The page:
Review: Rae Morris & Fryars at Electric Brixton

The night at Electric Brixton started out with Fryars. Complete with a band kitted out with black bomber jackets, Bloc Party’s old lead guitarist and some witty chat involving his flagging merchandise sales, Fryars didn’t take long to get some heads bobbing.Known to his mum as plain old Benjamin Garrett, who recently slept in a record shop for three nights to promote his latest album ‘Power’ along with website, got the near Valentine’s Day crowd going with ‘Can’t Stop Loving You’, which is an absolute banger of a love song if you haven’t heard it already. Silky, synthy vocals with piano, drums and a few tweaks of the funk guitar here and there, Fryars has a bit of Mark Ronson crossed with Hot Chip whilst involved in an orgy with Broken Bells about him. Oh and Benjamin Garrett has an uncanny resemblance to Radio 1’s Nick Grimshaw from certain angles. That was trippy.

Then along came 21-year-old Rae Morris, the headline wonder-voice of the night. The sound of ticking clocks on a dark stage set the scene for her opening track ‘Skin’, as the stage lit up with a backdrop of minimalistic flashing white screens and a shiny black piano in the foreground where she sat with a massive grin; that comes as standard with Rae. Amongst the fantastic flashing light panels at Brixton Electric, one thing really shone through; her voice. Absolutely, ridiculously pitch perfect. Even when knocking out a noise heard out in the alps, known as the ‘yodel’ to most of us, Morris hit note after note, turning the Bavarian past-time into something of true musical merit. Perfectly balancing soft piano -led tracks ‘Closer’ and ‘For You’ alongside electronic heavyweights ‘Under the Shadows’, ‘Love Again’ and ‘Do You Even Know’, Rae proved what a confident performer she truly is; swinging her hips so veraciously, even Mick Jagger would go green with envy. A definite highlight had to be when Fryars joined Morris on stage for beautiful duet ‘Cold’, both entrenched in bright lights whist the rest of the stage filled with darkness.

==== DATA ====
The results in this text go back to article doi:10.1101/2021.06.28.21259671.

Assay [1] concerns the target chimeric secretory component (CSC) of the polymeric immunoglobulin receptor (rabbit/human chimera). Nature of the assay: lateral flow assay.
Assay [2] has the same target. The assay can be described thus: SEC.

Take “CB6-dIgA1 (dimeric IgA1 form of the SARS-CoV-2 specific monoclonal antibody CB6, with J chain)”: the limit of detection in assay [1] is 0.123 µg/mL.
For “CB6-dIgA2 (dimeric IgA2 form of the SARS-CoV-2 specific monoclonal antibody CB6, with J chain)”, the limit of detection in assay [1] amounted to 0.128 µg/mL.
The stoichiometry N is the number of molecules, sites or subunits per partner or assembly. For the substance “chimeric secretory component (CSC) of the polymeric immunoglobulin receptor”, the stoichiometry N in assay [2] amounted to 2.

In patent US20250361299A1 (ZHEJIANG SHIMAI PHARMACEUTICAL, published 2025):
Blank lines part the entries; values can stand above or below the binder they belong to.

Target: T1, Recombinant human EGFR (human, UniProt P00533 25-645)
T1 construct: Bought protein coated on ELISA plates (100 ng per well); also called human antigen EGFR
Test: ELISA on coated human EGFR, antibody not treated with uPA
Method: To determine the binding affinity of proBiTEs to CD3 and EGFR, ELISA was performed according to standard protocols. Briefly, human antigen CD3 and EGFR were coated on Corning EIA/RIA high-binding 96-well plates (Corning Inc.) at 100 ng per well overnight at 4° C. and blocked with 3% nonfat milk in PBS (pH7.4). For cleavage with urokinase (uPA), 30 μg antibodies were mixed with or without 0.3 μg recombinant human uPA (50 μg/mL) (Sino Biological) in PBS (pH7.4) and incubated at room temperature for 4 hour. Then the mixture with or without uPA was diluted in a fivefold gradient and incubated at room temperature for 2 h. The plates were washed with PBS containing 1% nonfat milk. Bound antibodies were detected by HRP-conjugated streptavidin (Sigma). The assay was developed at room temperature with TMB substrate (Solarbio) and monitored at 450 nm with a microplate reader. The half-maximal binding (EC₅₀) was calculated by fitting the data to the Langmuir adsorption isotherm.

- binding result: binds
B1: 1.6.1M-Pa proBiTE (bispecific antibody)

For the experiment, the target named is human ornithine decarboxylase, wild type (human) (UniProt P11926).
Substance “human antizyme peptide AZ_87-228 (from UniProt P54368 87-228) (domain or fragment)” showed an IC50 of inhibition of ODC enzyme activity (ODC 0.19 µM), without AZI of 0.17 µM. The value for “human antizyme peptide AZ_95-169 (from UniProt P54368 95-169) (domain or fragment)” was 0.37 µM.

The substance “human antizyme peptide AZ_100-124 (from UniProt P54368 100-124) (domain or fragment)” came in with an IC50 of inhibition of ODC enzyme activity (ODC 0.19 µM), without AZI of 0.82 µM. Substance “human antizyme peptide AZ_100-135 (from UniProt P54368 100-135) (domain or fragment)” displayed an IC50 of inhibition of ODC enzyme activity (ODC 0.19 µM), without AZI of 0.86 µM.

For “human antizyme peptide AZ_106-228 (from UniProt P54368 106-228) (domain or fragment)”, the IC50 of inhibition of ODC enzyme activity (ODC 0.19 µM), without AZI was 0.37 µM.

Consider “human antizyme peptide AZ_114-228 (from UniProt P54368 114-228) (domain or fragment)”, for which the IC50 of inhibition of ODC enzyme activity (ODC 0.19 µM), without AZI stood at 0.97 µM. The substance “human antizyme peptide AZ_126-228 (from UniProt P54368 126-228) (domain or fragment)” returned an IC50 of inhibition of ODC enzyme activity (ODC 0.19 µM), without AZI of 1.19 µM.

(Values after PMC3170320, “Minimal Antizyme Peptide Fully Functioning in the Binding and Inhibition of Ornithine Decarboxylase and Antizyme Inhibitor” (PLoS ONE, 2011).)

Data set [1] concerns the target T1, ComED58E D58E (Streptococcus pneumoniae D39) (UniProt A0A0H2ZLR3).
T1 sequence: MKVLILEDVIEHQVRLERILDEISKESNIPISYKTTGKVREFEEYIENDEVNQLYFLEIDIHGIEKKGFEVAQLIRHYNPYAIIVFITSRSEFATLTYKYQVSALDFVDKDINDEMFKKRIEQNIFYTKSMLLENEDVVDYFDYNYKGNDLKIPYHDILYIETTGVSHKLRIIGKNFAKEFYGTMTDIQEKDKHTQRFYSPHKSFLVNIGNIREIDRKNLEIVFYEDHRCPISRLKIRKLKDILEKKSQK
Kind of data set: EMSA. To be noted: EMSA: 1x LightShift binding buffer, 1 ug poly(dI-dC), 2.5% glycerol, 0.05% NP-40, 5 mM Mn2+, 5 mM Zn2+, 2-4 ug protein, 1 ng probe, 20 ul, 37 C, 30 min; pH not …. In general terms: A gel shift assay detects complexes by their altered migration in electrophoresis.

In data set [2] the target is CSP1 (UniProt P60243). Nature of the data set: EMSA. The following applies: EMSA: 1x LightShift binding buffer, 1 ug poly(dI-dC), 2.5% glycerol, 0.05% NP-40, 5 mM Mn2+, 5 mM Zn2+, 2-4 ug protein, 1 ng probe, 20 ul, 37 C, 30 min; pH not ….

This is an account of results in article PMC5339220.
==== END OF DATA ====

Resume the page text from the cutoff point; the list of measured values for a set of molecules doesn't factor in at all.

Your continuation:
Encore complete, I began to feel an overwhelming sense of doom; not in that ‘shit I’m probably gonna die and my life story will feature in the plot for Final Destination 23 or whatever bloody number the awful series is on now’ but rather that I will probably never feel the same again. To experience Morris live is to see a true performer come to life; something that you just don’t get whilst listening to her via a simple mp3.

Picture & Words By Felix Clarke

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